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What Salvation Means to a Mormon


This document explains how Latter-day Saints help to reconcile what they consider to be opposing views by Paul and James in regards to whether a person is saved by faith alone or faith + works.

Basically, in LDS theology, there are two definitions of salvation.

Salvation is the free gift of resurrection that Christ's atonement provides to everyone (whether atheist or faithful believer in Christ) so that they may have their spirits and bodies reunited after death to appear before God for judgment.

Another definition is salvation by grace (synonymous with exaltation to godhood). This is the context of the Mormon prophet in 2 Nephi 25:23 -

"For we know that it is by grace that we are saved, after all we can do".

Tying together other LDS Church teachings from her teaching manuals reveal that the LDS version of Heavenly Father and Mother also had to progress from being a non-god/non-goddess into deity.

"Through a continual course of progression, our Heavenly Father has received exaltation and glory; and He points us out the same path ... we shall eventually come in possession ... of everything that heart can desire" (Lorenzo Snow, The Teachings of Lorenzo Snow, 3-4). See page 92 of "Doctrines of the Gospel Student Manual - Religion 430-431.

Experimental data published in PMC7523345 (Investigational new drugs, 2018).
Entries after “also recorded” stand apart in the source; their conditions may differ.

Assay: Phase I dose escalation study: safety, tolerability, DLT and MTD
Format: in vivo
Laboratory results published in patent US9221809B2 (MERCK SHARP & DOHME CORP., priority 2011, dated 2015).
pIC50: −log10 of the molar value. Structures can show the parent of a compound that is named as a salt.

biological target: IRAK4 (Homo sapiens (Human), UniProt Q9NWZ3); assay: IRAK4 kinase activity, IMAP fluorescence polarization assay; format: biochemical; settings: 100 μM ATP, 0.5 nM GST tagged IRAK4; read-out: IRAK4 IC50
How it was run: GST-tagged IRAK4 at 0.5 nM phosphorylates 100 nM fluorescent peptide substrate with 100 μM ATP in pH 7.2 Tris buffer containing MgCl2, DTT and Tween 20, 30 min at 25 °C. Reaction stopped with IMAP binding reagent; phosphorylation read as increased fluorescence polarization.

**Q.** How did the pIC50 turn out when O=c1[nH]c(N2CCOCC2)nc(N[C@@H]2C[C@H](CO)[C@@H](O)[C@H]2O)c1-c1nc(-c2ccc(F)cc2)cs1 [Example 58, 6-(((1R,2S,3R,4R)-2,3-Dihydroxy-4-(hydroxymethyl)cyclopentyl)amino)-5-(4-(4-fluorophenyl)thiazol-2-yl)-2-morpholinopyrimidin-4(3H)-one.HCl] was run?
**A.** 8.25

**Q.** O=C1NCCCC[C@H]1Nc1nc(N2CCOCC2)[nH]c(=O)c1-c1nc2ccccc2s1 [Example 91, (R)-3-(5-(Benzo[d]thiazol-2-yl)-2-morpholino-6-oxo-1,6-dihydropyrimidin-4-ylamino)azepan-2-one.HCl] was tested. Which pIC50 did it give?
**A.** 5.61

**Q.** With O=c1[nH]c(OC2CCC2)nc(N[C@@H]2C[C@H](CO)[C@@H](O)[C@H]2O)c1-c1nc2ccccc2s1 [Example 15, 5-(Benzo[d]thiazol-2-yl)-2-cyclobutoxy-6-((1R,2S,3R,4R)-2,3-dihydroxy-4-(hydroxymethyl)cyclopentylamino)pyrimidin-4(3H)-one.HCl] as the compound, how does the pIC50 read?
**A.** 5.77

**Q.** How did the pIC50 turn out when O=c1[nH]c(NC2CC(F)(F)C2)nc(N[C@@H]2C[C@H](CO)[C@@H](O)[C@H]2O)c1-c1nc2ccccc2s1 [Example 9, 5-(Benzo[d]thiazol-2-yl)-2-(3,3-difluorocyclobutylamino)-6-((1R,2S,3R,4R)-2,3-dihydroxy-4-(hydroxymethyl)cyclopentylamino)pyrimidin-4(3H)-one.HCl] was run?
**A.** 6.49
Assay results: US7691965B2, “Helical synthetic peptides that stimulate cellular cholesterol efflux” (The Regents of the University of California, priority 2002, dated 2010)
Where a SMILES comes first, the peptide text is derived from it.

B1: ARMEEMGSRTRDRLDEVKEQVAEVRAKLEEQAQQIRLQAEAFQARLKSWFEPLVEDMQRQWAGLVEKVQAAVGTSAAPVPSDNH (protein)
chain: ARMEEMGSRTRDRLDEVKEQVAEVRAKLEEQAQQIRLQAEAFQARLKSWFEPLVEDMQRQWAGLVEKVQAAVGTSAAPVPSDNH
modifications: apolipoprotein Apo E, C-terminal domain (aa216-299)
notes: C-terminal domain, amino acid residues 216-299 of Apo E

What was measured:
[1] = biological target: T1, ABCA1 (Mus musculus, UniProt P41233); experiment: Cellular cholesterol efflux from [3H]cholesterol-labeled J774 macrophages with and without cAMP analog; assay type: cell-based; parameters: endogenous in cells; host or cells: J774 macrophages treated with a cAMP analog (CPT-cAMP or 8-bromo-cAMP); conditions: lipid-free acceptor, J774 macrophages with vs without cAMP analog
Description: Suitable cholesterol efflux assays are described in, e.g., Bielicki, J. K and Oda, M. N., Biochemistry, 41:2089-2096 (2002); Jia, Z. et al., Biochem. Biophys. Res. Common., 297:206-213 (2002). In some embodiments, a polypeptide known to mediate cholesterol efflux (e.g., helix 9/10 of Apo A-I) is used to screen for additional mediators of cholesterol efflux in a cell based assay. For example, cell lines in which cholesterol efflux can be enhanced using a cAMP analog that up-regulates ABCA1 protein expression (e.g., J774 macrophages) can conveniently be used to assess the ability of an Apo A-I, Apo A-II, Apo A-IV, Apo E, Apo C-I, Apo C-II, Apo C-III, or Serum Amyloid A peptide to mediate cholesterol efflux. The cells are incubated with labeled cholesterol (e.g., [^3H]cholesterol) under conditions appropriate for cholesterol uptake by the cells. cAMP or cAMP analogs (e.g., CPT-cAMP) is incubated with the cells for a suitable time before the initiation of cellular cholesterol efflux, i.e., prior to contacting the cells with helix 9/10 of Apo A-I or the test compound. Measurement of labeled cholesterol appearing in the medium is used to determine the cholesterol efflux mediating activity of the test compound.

"It will be a great work to learn our salvation and exaltation even beyond the grave. This is the way our Heavenly Father became God" (Gospel Principles, page 305).

The Mormon version of Heavenly Father became God.

Achieving a "fulness of joy" is equating to reaching exaltation to godhood.

"We learned that if we placed our faith in him, obeying his word and following his example, we would be exalted and become like our heavenly parents. We would receive a fulness of joy" (Gospel Principles, page15).

"If we passed our tests, we would receive the fulness of joy that our heavenly parents have received. (See D&C 93:30-34)" (Gospel Principles, page 14).

The Mormon version of Heavenly Father and Mother received their fulness of joy through their parents (this would make them Jesus' grandparents for lack of a better term).

It is unclear from LDS theology who atoned for the sins of Heavenly Mother before she became a goddess.

In light of the two LDS teachings of what salvation means, it clearly changes the teaching of the following:

"And as Moses lifted up the serpent in the wilderness, even so must the Son of man be lifted up: That whosoever believeth in him should not perish, but have eternal life. For God so loved the world, that he gave his only begotten Son, that whosoever believeth in him should not perish, but have everlasting life. For God sent not his Son into the world to condemn the world; but that the world through him might be saved".

The LDS version of salvation has no one perishing but rather being delegated to the telestial, terrestrial, or two lesser heavens of the celestial kingdom.

The LDS version of eternal life is not for those who only believe in Jesus but to those who also work for exaltation to godhood. Eternal life is defined by the LDS Church as "the kind of life God lives" (Doctrines of the Gospel Student Manual, page 8).

This kind of life involves living in the highest division of the celestial kingdom, creating worlds, and procreating spirit children.

I find such a topic useful in my witnessing to Latter-day Saints for many new members do not know their church's teaching about God.



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